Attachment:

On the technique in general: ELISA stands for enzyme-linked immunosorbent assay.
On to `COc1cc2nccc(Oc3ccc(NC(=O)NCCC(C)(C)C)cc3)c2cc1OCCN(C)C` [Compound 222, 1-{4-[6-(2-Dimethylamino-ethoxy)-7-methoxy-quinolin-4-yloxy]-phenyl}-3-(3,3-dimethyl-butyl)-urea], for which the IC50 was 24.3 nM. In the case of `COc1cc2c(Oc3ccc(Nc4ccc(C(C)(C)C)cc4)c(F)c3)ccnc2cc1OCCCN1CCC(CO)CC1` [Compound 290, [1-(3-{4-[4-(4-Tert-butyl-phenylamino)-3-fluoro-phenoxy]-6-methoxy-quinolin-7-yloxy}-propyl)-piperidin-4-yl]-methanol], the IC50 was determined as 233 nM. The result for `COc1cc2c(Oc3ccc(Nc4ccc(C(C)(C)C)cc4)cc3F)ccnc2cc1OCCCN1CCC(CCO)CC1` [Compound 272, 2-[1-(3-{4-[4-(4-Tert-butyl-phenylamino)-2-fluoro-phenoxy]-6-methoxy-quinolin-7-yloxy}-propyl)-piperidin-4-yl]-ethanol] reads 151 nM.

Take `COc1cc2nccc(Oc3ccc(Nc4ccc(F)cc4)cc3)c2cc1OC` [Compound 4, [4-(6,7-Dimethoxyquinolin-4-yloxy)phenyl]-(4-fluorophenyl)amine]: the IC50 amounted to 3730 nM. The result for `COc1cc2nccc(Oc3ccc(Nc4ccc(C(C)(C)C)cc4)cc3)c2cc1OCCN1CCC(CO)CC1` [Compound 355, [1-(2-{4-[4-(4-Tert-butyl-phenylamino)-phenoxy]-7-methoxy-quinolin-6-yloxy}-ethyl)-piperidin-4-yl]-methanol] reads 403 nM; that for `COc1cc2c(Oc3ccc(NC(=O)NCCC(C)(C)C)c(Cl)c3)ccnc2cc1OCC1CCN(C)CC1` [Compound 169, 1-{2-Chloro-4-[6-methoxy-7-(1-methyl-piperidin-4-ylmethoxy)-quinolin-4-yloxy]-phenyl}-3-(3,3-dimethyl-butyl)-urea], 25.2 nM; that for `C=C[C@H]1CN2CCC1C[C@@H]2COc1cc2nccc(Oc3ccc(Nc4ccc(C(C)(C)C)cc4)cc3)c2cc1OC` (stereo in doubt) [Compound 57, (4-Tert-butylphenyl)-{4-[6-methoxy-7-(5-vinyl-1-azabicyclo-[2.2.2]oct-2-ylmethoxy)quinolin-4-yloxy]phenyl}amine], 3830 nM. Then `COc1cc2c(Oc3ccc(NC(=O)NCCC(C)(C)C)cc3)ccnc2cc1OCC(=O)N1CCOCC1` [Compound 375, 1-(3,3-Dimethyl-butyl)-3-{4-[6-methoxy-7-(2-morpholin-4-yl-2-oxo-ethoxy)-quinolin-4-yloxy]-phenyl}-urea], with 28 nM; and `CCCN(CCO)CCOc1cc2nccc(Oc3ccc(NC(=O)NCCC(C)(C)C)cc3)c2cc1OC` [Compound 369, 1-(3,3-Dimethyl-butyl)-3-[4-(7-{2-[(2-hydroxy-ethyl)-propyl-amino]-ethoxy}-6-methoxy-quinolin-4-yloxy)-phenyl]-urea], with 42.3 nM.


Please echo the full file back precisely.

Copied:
On the technique in general: ELISA stands for enzyme-linked immunosorbent assay.
On to `COc1cc2nccc(Oc3ccc(NC(=O)NCCC(C)(C)C)cc3)c2cc1OCCN(C)C` [Compound 222, 1-{4-[6-(2-Dimethylamino-ethoxy)-7-methoxy-quinolin-4-yloxy]-phenyl}-3-(3,3-dimethyl-butyl)-urea], for which the IC50 was 24.3 nM. In the case of `COc1cc2c(Oc3ccc(Nc4ccc(C(C)(C)C)cc4)c(F)c3)ccnc2cc1OCCCN1CCC(CO)CC1` [Compound 290, [1-(3-{4-[4-(4-Tert-butyl-phenylamino)-3-fluoro-phenoxy]-6-methoxy-quinolin-7-yloxy}-propyl)-piperidin-4-yl]-methanol], the IC50 was determined as 233 nM. The result for `COc1cc2c(Oc3ccc(Nc4ccc(C(C)(C)C)cc4)cc3F)ccnc2cc1OCCCN1CCC(CCO)CC1` [Compound 272, 2-[1-(3-{4-[4-(4-Tert-butyl-phenylamino)-2-fluoro-phenoxy]-6-methoxy-quinolin-7-yloxy}-propyl)-piperidin-4-yl]-ethanol] reads 151 nM.

Take `COc1cc2nccc(Oc3ccc(Nc4ccc(F)cc4)cc3)c2cc1OC` [Compound 4, [4-(6,7-Dimethoxyquinolin-4-yloxy)phenyl]-(4-fluorophenyl)amine]: the IC50 amounted to 3730 nM. The result for `COc1cc2nccc(Oc3ccc(Nc4ccc(C(C)(C)C)cc4)cc3)c2cc1OCCN1CCC(CO)CC1` [Compound 355, [1-(2-{4-[4-(4-Tert-butyl-phenylamino)-phenoxy]-7-methoxy-quinolin-6-yloxy}-ethyl)-piperidin-4-yl]-methanol] reads 403 nM; that for `COc1cc2c(Oc3ccc(NC(=O)NCCC(C)(C)C)c(Cl)c3)ccnc2cc1OCC1CCN(C)CC1` [Compound 169, 1-{2-Chloro-4-[6-methoxy-7-(1-methyl-piperidin-4-ylmethoxy)-quinolin-4-yloxy]-phenyl}-3-(3,3-dimethyl-butyl)-urea], 25.2 nM; that for `C=C[C@H]1CN2CCC1C[C@@H]2COc1cc2nccc(Oc3ccc(Nc4ccc(C(C)(C)C)cc4)cc3)c2cc1OC` (stereo in doubt) [Compound 57, (4-Tert-butylphenyl)-{4-[6-methoxy-7-(5-vinyl-1-azabicyclo-[2.2.2]oct-2-ylmethoxy)quinolin-4-yloxy]phenyl}amine], 3830 nM. Then `COc1cc2c(Oc3ccc(NC(=O)NCCC(C)(C)C)cc3)ccnc2cc1OCC(=O)N1CCOCC1` [Compound 375, 1-(3,3-Dimethyl-butyl)-3-{4-[6-methoxy-7-(2-morpholin-4-yl-2-oxo-ethoxy)-quinolin-4-yloxy]-phenyl}-urea], with 28 nM; and `CCCN(CCO)CCOc1cc2nccc(Oc3ccc(NC(=O)NCCC(C)(C)C)cc3)c2cc1OC` [Compound 369, 1-(3,3-Dimethyl-butyl)-3-[4-(7-{2-[(2-hydroxy-ethyl)-propyl-amino]-ethoxy}-6-methoxy-quinolin-4-yloxy)-phenyl]-urea], with 42.3 nM.